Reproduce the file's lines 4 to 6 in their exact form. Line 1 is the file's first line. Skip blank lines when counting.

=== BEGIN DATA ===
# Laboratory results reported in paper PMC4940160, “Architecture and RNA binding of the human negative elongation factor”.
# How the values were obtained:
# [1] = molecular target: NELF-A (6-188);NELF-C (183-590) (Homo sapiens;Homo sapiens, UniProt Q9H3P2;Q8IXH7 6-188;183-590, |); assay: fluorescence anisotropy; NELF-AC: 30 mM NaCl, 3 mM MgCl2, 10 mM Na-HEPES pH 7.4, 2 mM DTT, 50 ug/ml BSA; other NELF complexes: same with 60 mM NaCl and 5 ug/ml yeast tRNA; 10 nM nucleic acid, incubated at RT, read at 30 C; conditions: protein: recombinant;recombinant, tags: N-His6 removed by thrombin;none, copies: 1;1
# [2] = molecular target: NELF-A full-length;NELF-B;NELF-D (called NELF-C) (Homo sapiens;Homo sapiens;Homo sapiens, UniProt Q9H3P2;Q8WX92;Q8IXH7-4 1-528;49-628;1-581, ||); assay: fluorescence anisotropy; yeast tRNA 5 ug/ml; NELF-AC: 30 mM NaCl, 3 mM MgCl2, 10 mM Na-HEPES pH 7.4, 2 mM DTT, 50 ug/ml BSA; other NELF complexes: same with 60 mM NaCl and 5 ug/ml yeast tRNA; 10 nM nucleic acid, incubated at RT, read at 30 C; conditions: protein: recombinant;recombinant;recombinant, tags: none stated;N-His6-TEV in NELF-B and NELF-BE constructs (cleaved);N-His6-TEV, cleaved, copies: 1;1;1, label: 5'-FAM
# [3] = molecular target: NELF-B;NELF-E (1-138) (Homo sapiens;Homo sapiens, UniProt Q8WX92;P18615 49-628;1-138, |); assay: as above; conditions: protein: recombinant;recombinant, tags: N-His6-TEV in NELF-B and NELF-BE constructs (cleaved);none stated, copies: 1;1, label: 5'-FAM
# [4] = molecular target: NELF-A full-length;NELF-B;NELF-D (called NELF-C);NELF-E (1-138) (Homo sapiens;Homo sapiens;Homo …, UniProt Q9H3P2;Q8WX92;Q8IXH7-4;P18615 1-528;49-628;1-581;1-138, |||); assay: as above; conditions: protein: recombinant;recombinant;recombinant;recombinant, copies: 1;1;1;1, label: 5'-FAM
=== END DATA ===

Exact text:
# [2] = molecular target: NELF-A full-length;NELF-B;NELF-D (called NELF-C) (Homo sapiens;Homo sapiens;Homo sapiens, UniProt Q9H3P2;Q8WX92;Q8IXH7-4 1-528;49-628;1-581, ||); assay: fluorescence anisotropy; yeast tRNA 5 ug/ml; NELF-AC: 30 mM NaCl, 3 mM MgCl2, 10 mM Na-HEPES pH 7.4, 2 mM DTT, 50 ug/ml BSA; other NELF complexes: same with 60 mM NaCl and 5 ug/ml yeast tRNA; 10 nM nucleic acid, incubated at RT, read at 30 C; conditions: protein: recombinant;recombinant;recombinant, tags: none stated;N-His6-TEV in NELF-B and NELF-BE constructs (cleaved);N-His6-TEV, cleaved, copies: 1;1;1, label: 5'-FAM
# [3] = molecular target: NELF-B;NELF-E (1-138) (Homo sapiens;Homo sapiens, UniProt Q8WX92;P18615 49-628;1-138, |); assay: as above; conditions: protein: recombinant;recombinant, tags: N-His6-TEV in NELF-B and NELF-BE constructs (cleaved);none stated, copies: 1;1, label: 5'-FAM
# [4] = molecular target: NELF-A full-length;NELF-B;NELF-D (called NELF-C);NELF-E (1-138) (Homo sapiens;Homo sapiens;Homo …, UniProt Q9H3P2;Q8WX92;Q8IXH7-4;P18615 1-528;49-628;1-581;1-138, |||); assay: as above; conditions: protein: recombinant;recombinant;recombinant;recombinant, copies: 1;1;1;1, label: 5'-FAM